Jacob Zuma: unrest shakes South Africa after the ex-president’s detention

For President Cyril Ramaphosa – Zuma’s successor – the violence and looting is a clear challenge to his struggle to uphold the rule of law.

 

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It has often been said of South Africa that the country has a habit of trembling on the edge of catastrophe, only to draw back at the last moment. And so it was last Wednesday 7 July. At 45 minutes to a midnight deadline, with a police column heading for his luxury compound in rural KwaZulu-Natal, Jacob Zuma finally caved in. Black cars sped out of his homestead, so that the former president could hand himself over to the police.

It was a close-run thing. As the author, Mark Gevisser, remarked without exaggeration, it was “the most consequential moment for the rule of law in post-apartheid South Africa”. The police minister had hesitated to enforce a ruling by the Constitutional Court – the highest in the land – that 79-year-old Zuma was to be imprisoned for contempt of court for failing to answer a summons from the Zondo commission of enquiry into corruption.

Day after day during May and June this year, the Zondo commission had laid bare the extraordinary scale of the corruption that had been unleashed during Zuma’s 2009-2018 presidency. Zuma himself faces more than 700 counts of corruption in a separate case that still has to be heard. One estimate put the total cost of what is termed in South Africa as “state capture” by Zuma’s Indian associates, the Guptas, at 57bn rand – or a staggering £2.9bn.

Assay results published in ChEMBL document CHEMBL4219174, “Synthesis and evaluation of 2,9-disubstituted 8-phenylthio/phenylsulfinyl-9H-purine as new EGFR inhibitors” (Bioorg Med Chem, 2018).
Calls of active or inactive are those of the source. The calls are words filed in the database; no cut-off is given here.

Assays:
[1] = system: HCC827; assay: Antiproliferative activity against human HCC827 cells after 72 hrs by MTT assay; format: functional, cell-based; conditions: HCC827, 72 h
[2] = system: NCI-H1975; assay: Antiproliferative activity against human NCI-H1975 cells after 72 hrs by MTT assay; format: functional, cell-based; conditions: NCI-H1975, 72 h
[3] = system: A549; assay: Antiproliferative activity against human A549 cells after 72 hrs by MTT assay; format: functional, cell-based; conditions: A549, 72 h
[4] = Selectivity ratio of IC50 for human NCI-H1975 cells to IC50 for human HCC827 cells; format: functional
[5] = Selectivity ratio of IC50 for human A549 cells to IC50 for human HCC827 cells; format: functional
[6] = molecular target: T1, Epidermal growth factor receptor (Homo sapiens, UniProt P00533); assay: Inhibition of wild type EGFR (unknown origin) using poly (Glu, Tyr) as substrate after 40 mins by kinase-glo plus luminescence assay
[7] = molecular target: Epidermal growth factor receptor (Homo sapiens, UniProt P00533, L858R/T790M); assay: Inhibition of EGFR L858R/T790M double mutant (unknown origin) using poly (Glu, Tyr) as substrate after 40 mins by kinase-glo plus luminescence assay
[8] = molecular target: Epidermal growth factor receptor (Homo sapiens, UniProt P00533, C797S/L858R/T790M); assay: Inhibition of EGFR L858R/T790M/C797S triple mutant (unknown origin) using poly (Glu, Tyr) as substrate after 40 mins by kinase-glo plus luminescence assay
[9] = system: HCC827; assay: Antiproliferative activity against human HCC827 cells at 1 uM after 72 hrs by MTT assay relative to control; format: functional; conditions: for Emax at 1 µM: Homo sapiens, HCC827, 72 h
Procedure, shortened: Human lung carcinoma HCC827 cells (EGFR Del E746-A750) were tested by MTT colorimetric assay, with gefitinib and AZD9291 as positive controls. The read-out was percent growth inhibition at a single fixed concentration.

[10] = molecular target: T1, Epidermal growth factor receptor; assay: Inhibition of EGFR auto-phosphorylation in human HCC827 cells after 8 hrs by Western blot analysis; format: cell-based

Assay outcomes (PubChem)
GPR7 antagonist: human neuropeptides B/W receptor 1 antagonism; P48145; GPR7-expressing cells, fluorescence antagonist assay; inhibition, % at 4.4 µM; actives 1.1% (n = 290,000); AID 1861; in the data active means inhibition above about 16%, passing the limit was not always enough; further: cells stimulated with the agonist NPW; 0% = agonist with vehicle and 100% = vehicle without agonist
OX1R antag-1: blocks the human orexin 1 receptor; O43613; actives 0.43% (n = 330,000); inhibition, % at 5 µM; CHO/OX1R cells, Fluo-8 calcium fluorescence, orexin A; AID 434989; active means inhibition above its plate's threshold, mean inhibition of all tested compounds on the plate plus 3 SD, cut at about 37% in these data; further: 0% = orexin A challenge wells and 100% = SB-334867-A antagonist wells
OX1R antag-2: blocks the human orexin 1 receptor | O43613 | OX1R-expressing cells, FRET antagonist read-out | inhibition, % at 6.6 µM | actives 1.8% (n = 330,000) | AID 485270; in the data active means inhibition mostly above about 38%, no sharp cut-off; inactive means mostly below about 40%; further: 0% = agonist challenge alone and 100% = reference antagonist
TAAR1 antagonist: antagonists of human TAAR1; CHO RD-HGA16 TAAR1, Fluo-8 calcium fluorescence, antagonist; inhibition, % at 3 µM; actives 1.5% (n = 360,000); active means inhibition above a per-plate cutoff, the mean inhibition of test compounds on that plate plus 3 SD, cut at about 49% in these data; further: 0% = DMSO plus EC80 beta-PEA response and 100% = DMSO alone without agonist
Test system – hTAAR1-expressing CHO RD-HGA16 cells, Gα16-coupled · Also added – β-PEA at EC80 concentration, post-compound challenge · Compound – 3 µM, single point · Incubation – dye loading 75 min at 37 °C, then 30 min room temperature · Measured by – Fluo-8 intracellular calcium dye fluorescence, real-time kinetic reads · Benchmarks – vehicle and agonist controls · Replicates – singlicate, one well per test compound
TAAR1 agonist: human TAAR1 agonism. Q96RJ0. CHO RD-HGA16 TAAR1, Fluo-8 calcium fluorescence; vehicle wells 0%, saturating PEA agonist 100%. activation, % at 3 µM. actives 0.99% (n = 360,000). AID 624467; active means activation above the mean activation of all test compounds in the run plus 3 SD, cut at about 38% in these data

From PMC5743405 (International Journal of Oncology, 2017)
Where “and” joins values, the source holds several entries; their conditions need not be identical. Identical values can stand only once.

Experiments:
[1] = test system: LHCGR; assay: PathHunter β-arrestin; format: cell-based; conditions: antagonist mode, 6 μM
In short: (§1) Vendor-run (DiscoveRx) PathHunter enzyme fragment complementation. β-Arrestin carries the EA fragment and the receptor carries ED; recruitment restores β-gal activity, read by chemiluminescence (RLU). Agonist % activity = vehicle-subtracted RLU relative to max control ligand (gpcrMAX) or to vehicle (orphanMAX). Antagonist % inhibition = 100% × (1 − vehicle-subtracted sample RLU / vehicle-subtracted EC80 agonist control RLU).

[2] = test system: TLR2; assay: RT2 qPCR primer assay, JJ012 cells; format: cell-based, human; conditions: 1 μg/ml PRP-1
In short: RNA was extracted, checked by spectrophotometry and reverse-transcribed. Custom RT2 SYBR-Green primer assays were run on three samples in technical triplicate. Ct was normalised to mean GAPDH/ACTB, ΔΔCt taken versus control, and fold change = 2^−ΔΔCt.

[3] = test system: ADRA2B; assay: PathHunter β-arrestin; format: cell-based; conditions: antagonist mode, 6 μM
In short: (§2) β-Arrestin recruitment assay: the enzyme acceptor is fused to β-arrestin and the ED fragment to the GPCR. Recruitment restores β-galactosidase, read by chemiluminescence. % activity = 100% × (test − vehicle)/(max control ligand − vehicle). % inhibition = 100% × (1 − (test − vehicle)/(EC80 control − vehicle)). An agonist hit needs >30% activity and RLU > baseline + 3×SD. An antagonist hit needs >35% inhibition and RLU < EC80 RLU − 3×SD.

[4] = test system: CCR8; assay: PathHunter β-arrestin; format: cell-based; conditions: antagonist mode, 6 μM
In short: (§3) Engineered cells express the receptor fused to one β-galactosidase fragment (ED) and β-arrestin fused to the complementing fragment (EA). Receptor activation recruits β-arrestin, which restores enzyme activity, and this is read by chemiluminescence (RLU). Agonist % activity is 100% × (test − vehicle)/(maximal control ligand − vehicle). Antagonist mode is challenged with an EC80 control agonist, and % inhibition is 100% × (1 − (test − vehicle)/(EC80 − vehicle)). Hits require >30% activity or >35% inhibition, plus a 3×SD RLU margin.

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This figure needs to be seen against the scale of the deprivation in the country, where the poor desperately need the resources being plundered by the elite. A third of the population is unemployed, according to official statistics (43.2 per cent if those who have given up looking for work are included). Crushing poverty is accompanied by failing services in smaller towns and villages. As the Auditor General recently pointed out, many local authorities are close to financial collapse. Even in the Gauteng area, including Johannesburg – the economic heartland of the country – there are severe crises. Electricity and water supplies are frequently cut, while ambulance services can barely cope with the rising tide of Covid-19.

There is, however, little surprise that a wave of protest and looting by Zuma’s supporters has spread across KwaZulu-Natal and to Gauteng. Many, particularly among his Zulu compatriots, either owe their positions to the former president, or feel that he is being treated as a scape-goat for the crimes of others.

For President Cyril Ramaphosa – Zuma’s successor as leader of the country and of the African National Congress party – the unrest is a clear challenge to his authority and, on Monday, the army was deployed to control the rioting. At time of writing at least six people have been killed and 200 arrested.

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Some of the anger has been the result of a mobilisation of Zuma’s Zulu supporters, who are drawn from South Africa’s largest and most powerful ethnic group, leading Ramaphosa to warn this week of the dangers of tribalism. This allegation goes to the very heart of the ANC, since the party was founded in 1912 precisely to overcome these divisions within the black African community.